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Novartis launches new anti-malarial formulation, reaffirms commitment to quality healthcare for Africa

Novartis has announced today the launch of a new high quality antimalarial formulation of Coartem® 80/480 (artemether/lumefantrine 80 mg/480 mg), for the treatment of uncomplicated malaria in adults and older children who weigh above 35kg. The drug has been registered by the Pharmacy and poisons board in Kenya, has already been launched in Nigeria and Angola. Kenya is the 3rd country in Africa to launch Coartem 80/480. Other countries that have registered Coartem 80/480 include Uganda and Ghana.

In a bid to enhance patient compliance, the full course of treatment for malaria has been reduced from 24 tablets to six tablets translating into a 75% reduction in pill burden.

On this day, Novartis joins the people of Kenya and the rest of Africa, in celebrating a great achievement in the fight against malaria. According to Dr. Nathan Mulure, the Novartis Medical Manager for Africa, Malaria is highly preventable and curable, yet it is still one of the most deadly diseases in developing countries. “Novartis reaffirms its strong commitment to the fight against malaria. This achievement is a truly remarkable milestone contributing to treating many patients and help in the reduction of disease burden. The fewer tablets offer a convenient solution for busy lives. “The launch of Coartem® 80/480 in Kenya marks another milestone in the fight against Malaria, and will benefit patients with a convenient and high quality treatment for malaria,” he said. The Coartem 80/480 was first registered in Switzerland by a stringent health authority, the Swiss Medic.

Novartis pioneered the launch of a fixed-dose ACT, and ten years later, in 2009, the first dispersible ACT was tailored to meet the needs of children who are the most vulnerable to malaria. “Through a partnership with the World Health Organization (WHO) in 2001, we were the first company in the healthcare industry to commit to the supply of antimalarial treatments to the public sector in endemic countries without profit”, added Dr Nathan Mulure. Since 2006, Kenya has received over 75 million treatments of Coartem. Kenya is thus one of the largest recipients of Coartem.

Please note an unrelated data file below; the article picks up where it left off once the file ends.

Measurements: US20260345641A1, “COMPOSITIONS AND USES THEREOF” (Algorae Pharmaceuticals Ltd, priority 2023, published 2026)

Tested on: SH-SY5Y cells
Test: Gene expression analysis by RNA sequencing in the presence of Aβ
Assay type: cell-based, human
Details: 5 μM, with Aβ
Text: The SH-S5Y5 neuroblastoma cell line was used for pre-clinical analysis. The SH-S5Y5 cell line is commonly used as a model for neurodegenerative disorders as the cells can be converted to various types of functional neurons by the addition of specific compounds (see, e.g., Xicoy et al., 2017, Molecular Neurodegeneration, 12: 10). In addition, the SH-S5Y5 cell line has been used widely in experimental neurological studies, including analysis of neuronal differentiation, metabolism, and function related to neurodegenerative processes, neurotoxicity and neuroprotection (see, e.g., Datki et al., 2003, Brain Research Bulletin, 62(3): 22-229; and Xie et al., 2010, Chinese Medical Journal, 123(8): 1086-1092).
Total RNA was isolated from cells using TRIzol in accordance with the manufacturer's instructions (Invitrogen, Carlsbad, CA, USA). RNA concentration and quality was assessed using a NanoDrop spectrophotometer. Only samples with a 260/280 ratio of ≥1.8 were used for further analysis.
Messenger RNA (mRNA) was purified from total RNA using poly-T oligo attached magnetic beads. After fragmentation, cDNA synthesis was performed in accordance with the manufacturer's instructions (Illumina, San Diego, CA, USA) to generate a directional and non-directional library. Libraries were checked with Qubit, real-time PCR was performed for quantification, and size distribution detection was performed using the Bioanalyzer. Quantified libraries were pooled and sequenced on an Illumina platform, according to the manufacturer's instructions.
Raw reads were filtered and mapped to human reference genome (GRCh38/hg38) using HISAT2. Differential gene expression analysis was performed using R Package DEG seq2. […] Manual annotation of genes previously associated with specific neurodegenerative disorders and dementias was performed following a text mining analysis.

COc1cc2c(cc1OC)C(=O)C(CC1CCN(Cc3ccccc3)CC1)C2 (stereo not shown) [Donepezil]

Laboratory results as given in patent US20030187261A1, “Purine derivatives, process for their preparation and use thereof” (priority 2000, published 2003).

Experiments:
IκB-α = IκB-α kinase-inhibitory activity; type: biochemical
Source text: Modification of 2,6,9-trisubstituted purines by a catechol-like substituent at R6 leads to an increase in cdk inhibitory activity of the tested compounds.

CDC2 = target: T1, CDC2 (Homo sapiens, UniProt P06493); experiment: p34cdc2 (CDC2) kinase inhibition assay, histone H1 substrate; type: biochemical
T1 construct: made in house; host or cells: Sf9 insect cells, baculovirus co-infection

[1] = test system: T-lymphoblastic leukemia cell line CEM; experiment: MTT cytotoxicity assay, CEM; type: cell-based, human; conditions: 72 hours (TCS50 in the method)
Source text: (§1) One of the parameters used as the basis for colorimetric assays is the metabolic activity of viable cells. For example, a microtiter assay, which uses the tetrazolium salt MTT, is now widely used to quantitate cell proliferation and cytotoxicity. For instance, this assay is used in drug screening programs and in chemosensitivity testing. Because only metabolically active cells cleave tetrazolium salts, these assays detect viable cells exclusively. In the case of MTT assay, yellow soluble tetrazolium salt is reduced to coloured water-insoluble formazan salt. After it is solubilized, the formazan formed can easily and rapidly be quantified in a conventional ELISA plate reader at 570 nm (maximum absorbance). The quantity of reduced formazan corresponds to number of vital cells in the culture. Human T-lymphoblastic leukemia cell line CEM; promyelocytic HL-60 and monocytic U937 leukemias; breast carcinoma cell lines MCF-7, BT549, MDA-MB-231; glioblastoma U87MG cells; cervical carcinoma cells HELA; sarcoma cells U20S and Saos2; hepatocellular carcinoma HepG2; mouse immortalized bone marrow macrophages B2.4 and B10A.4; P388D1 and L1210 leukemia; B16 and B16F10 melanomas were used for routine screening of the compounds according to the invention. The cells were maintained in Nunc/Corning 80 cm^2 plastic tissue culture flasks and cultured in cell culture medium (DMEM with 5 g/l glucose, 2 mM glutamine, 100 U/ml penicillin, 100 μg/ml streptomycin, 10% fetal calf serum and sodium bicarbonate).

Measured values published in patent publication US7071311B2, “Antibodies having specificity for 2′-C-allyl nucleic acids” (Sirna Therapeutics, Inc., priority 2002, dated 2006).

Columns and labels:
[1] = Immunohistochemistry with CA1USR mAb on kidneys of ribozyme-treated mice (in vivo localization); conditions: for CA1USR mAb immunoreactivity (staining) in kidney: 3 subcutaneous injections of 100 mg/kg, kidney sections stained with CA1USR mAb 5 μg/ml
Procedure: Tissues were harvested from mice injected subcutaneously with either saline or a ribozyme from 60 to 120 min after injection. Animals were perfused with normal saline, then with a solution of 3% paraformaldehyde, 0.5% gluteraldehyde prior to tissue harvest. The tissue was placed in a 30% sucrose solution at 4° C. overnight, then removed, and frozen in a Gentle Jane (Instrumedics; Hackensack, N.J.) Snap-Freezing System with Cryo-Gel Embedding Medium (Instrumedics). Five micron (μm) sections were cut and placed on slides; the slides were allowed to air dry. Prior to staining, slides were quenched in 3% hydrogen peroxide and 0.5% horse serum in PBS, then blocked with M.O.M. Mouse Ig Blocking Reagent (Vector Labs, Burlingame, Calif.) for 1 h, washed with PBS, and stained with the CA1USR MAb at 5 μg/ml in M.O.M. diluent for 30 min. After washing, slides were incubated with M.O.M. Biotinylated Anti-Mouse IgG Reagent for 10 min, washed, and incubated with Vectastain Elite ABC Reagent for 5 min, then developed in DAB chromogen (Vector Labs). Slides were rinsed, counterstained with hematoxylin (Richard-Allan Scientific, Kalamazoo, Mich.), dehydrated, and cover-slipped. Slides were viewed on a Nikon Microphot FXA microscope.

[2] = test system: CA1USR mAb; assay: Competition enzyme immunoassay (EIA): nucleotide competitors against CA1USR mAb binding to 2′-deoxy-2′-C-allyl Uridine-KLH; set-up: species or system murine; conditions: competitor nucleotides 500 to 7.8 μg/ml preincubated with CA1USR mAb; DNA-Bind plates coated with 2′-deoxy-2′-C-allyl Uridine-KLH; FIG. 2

Each year there are more than one million malaria-related deaths around the world. Nine out of ten malaria deaths occur in sub Saharan Africa, and the vast majority of malaria-related deaths occur in children. In Africa alone, a child dies every 60 seconds from malaria.

As part of its ongoing commitment to patients and health workers, Novartis also provides malaria case management educational programs, which include hands-on training for local healthcare workers, customized training manuals, and user-friendly packaging to ensure that Coartem and Coartem Dispersible are properly used and to improve patient compliance.

Kenya

Novartis and Kenya have a longstanding relationship. Today, Novartis runs a range of innovative programs in the areas of oncology, transplantation, malaria, patient access in rural areas and local capacity building in R&D, with the aim of becoming the leading healthcare company in the country.

In oncology, Novartis has established a global patient access program, working locally with Nairobi Hospital in order to treat chronic myeloid leukemia (CML). In the Glivec International Patients Assistance Program (GIPAP), Novartis fully subsidizes the costs of cancer medication for 450 Kenyan CML patients in need.

In order to respond to a largely unmet medical need in the area of renal transplantation, Novartis partners with the Kenyatta National Hospital and expert surgeons in Spain to build a center of excellence for renal transplantation in Kenya as well as across East Africa. Through the Interlife program, the capacity for renal transplant has clearly improved and over 110 patients have undergone a renal transplant. There is now an increased demand for locally performed renal transplant in Kenya.